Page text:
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A Squirrelly Problem

What Happens When a "Pet" Squirrel Goes Bad
Valrico, Florida
October 2018

In February, 2018, Jay and Joyce closed on their new home on Legends Pass Drive in Valrico, Florida. However, when this occurred, they still had four months on their rental property lease. But it turned out that the people they were buying the home from actually wanted to stay on to the summer, so they asked if they could rent the house until then. This was a win-win for everyone. Jay and Joyce got to know this couple will and like them a lot. Rightly so. They did an excellent job of taking care of their home, and, in addition, the man of the house volunteered to do some additional painting and to upgrade both closets in the main bedroom area. Very nice.

They also showed us Harley. Harley was a female squirrel did the family found a Bandan as a baby at a motorcycle rally (hence the name Harley). If you held critter food in your hand and sat down near a tree and called for her she would climb down the tree, climb on your shoulder and down your arm, and eat the food right out of your hand. Of course, as cute as this scenario seemed, Harley was still a squirrel. Squirrels are cute yet there is another side of squirrels because they are in the same family as rats.

Well, Jay and Joyce moved their new home in the summer and inherited Harley and a number of her other squirrel friends. The house had two feeders on trees and Jay and Joyce dutifully bought critter food and kept the tree feeders filled. They would also occasionally go out and call for Harley and Harley would come down a tree across the shoulder down the arm and eat food out of one’s hand.

This was very cute and very neat until one day Joyce filled the outside feeders but did not close the critter food box that was inside our lanai. No problem - the squirrels chewed right through the lanai screen to get to the food.

So Jay plugged the hole and Joyce sealed the bag of critter food but it turned out the word must have gotten around in squirrel land about free food inside the Braden lanai, and it wasn’t long at all before another hole was chewed in the lanai screen. Even worse, the squirrels chewed up the plants that Joyce was preparing for entry into competition at the upcoming Florida Strawberry Festival (where she had earned Best of Show the previous year).

This meant that Harley and all her friends were no longer welcome on the Braden property. The problem was how to get rid of them. Joyce was adamant that the squirrels were not to be harmed. So Jay bought a HavaHartTM squirrel size live animal trap. And Joyce spoke to one of her friends who was a licensed animal trapper in Florida – the type of person you call when a gator is in your swimming pool.

He made three points.

  • The first was that squirrels who eat through lanai screens have moved themselves into the category of nuisance animals. And that there were state regulations on how to deal with nuisance animals. It turned out that they cannot be released on local government property, county property, or federal property. They could be released on one’s own property, provided you owned 20 continuous acres. Or they could be released on some other person’s private property, but you had to have written permission.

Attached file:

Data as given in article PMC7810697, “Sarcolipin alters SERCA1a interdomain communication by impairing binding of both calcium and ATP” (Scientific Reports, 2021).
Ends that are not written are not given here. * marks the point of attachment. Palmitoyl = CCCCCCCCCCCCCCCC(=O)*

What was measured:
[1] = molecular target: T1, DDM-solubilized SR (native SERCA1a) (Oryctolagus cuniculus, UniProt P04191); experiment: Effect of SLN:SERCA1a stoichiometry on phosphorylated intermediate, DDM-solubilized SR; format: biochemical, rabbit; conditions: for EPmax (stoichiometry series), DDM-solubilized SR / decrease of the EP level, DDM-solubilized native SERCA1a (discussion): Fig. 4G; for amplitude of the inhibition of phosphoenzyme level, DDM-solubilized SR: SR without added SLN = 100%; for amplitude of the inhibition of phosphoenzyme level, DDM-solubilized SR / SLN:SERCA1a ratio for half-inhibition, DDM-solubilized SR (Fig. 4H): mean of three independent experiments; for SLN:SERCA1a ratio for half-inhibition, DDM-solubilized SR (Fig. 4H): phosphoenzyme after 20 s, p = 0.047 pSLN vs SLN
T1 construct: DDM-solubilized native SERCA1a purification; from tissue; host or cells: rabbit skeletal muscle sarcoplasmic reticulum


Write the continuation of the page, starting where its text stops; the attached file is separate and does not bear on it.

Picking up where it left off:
• The second point was that if you release a squirrel within five miles of where you caught it, it would likely return.
  • The third point was that one must be careful in releasing caged animals because they might be plenty unhappy at being locked up and might take out some of their anger on anyone near the opening trap door.

So Jay set out the cage and baited it with peanuts. It wasn’t very long before he caught Harley or one of Harley’s friends. (Jay thought that one squirrel looked pretty much like any other squirrel and he wasn’t about to try to check the gender of any caught rodent.)

Then the cage was put in to a large plastic bucket just in case the squirrel decided to throw up or otherwise eject liquid or solids from its body.

Since Jay had no realistic way of obeying the state regulation, he became a criminal, driving out to a nearby county park and finding a dirt road nearby. Down this road about a half mile is where he let out the squirrel. To protect himself against a possibly attacking squirrel, he wore gloves but he also shook the cage just before releasing the squirrel and the squirrel was so upset that it mostly just wanted to get way away from the cage.

It was 6.2 miles from home to the release point, and that made a round-trip 12.4 miles. Squirrels were caught one at a time, and so Jay had to make that same trip for a total of 13 times, each time wondering if some law-enforcement officer would be there to arrest him for illegally “dumping” nuisance squirrels. Do the math on total miles and estimate time spent on trapping and releasing squirrels. A lot!

At home, the screen was repaired, all critter food was disposed of, and the yard remained largely squirrel free for well over a year.

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